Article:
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Quaker Cemetery, Prospect Park

- Peter - Monday, August 1st, 2005 : goo

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"...Near the park entrance at Prospect Park Southwest and 16th Street along Center Drive you will find a cemetery that was established by the Society of Friends before Prospect Park was built. The cemetery was originally loacted between 11th and 12th Avenue and 9th and 14th Streets, which were demapped in 1866; by agreement, the Society retained the southern two-fifths of the burial ground. Burials here date as far back as the 1820s. The park was simply built around the cemetery and no trace now remains of the cross streets that surrounded it.

Actor Montgomery Clift (1920-1966) is buried here. Clift, a great friend of Elizabeth Taylor, starred with her in A Place in The Sun (1951) and Suddenly Last Summer (1959). He was nominated for Best Actor for The Search (1948), Sun and From Here to Eternity (1953). Clift was plagued by alcoholism and health problems for much of his career, and died of a heart attack in 1966. Clift’s simple gravestone at Quaker Cemetery was purportedly designed by John Benson, who designed John F. Kennedy’s at Arlington National Cemetery. An Omaha native, Clift lived in a Manhattan brownstone in the years before his death.

You will find Friends Cemetery locked behind a gate as a rule, and it is inconspicuous in a wooded area off Center Drive. There are no ostentatious stones or tombs per Quaker custom... just headstones..." --from the "Secret Prospect Park" article on,_Brooklyn,_New_York

This article has been viewed 43603 times in the last 11 years

GGP: 1st Aug 2005 - 14:24 GMT

I love this shot, with its magical colorations. And I didn't know that about Monty Clift!

Peter: 1st Aug 2005 - 14:30 GMT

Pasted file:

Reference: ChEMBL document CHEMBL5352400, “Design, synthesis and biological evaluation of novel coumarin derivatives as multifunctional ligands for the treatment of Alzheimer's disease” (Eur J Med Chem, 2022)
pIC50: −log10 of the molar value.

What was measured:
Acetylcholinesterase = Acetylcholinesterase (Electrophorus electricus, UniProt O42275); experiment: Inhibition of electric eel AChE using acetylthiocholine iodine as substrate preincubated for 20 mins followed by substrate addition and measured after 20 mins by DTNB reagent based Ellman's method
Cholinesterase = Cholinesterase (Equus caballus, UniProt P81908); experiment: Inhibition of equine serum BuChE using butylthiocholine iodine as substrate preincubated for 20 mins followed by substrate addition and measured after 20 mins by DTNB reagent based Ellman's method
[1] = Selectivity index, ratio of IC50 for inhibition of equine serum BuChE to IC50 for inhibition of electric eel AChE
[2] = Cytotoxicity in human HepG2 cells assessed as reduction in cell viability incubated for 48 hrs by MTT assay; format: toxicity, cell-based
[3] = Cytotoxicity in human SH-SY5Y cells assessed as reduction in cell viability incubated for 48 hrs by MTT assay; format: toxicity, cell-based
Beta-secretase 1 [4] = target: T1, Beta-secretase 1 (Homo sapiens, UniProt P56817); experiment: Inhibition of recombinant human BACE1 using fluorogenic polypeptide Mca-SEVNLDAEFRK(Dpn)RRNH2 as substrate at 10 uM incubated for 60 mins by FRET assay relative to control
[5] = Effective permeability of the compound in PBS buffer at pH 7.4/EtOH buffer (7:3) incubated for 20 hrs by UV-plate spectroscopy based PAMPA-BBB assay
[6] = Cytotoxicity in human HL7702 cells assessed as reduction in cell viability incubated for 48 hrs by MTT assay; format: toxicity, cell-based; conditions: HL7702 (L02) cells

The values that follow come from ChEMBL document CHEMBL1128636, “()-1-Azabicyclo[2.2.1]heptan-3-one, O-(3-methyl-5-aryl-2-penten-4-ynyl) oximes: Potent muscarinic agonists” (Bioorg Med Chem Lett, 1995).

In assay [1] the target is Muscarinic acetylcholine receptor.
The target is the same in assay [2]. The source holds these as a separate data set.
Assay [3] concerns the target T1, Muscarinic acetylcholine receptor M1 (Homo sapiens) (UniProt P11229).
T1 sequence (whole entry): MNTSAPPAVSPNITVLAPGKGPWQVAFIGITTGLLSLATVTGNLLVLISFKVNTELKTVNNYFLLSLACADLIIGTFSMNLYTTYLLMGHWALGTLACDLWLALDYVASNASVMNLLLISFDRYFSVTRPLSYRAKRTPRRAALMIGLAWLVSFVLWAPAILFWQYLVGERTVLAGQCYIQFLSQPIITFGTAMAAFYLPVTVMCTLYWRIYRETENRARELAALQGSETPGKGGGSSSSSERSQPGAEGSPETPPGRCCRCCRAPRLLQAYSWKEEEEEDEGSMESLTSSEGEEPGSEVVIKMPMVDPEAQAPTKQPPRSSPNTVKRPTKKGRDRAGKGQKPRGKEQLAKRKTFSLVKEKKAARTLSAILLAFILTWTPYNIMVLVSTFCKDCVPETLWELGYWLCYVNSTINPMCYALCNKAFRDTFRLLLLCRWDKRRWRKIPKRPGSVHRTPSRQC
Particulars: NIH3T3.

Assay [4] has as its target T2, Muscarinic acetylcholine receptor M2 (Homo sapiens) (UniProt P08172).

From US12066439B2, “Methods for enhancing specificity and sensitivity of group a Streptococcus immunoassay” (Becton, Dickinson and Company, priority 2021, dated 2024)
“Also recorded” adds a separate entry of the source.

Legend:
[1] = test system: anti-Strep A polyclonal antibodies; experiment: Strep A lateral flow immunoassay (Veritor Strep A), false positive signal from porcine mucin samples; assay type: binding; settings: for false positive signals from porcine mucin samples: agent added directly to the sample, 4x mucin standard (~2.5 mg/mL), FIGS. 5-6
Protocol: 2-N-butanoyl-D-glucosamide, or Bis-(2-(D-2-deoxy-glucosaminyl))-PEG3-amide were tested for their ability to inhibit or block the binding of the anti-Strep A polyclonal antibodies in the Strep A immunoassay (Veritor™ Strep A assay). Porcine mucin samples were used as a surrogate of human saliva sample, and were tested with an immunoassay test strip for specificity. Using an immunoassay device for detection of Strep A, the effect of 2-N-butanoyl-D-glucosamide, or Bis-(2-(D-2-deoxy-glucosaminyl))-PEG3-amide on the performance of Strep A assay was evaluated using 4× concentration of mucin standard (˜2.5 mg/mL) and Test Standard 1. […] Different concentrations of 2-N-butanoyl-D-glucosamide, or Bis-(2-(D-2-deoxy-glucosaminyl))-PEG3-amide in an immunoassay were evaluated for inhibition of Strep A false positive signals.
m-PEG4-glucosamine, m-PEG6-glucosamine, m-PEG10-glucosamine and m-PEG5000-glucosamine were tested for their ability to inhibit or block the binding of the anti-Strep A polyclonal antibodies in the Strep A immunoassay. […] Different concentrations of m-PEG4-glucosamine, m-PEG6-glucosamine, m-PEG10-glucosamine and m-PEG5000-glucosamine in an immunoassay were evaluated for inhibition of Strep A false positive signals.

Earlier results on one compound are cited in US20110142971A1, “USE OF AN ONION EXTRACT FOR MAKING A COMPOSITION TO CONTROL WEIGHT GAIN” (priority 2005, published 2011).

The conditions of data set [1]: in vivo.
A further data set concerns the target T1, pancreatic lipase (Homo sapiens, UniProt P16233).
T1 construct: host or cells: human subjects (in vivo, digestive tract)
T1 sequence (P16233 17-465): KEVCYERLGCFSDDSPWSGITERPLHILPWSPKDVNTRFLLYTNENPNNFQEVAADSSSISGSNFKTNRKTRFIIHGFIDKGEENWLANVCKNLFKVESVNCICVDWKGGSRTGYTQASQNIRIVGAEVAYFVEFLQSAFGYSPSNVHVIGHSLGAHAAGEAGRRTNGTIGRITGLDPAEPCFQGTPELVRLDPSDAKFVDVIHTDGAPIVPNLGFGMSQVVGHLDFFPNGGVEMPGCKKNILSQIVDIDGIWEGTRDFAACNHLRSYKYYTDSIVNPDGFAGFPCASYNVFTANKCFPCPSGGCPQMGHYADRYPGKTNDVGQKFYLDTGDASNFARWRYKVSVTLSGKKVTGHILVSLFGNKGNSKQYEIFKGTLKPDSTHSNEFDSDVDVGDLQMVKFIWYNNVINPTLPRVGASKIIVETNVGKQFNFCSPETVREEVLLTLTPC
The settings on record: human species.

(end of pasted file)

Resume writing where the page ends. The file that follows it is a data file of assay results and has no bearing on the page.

i was in p. park the other day, looking for the place and rather fortuitously happened upon a quaker who filled me in on the whereabouts and tons of backstory... yay !

kc: 4th Aug 2005 - 02:18 GMT

It's looking very pretty. I took a walking tour there once, but they wouldn't show the grave...alas. Don't know why I wanted to see it, but I did. I think Basquiat's in Greenwood, I like that too.

Barbara Wagoner: 9th Aug 2005 - 18:21 GMT

I have relatives buried here and wonder who would I contact to be able to enter the cemetary.

GGP: 9th Aug 2005 - 20:08 GMT

Barbara, you might start by contacting the Prospect Park Alliance. I would imagine someone there could hook you up with the appropriate parties.

GGP: 9th Aug 2005 - 20:09 GMT

Roger: 14th Sep 2005 - 02:15 GMT

If anyone knows of upcoming tours, I would be greatly interested.


John: 29th Sep 2005 - 14:52 GMT

To gain entrance to the Cemetary, I would actually contect the Friends before I would contact the park. As far as I know, the cemetary is controlled by the Friends.
From time to time they take volunteers to go and maintain the area and you don't have to be a member of the meeting to join them.

110 Schermerhorn Street
Brooklyn, NY, 11202

jamie: 18th Oct 2005 - 21:17 GMT

quaker oats! quaker oats!
flying kites and sailing boats
riding bikes a wearing coats
eating chips and loving goats